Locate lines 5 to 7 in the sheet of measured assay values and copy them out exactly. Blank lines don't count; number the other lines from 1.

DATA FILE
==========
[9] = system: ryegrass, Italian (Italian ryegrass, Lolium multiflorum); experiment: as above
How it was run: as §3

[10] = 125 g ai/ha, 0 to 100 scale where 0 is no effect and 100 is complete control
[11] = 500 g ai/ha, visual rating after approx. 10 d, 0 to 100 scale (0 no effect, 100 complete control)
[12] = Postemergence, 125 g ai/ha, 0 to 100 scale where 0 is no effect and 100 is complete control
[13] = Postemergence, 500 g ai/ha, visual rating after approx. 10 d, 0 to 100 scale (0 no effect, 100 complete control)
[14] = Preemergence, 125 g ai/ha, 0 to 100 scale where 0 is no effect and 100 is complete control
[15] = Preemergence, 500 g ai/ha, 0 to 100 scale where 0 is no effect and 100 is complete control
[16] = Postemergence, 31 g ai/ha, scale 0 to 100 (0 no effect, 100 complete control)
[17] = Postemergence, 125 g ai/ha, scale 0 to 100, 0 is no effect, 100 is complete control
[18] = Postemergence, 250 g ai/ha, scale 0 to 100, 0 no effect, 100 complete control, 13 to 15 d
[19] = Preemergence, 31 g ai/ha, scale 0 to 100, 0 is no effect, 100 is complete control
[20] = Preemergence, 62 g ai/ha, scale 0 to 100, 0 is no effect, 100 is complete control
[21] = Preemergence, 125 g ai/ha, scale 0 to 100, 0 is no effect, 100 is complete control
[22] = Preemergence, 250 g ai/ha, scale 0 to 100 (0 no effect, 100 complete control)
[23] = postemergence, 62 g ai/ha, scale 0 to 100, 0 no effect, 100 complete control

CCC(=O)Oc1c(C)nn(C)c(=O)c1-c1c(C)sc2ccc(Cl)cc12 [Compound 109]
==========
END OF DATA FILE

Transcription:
[12] = Postemergence, 125 g ai/ha, 0 to 100 scale where 0 is no effect and 100 is complete control
[13] = Postemergence, 500 g ai/ha, visual rating after approx. 10 d, 0 to 100 scale (0 no effect, 100 complete control)
[14] = Preemergence, 125 g ai/ha, 0 to 100 scale where 0 is no effect and 100 is complete control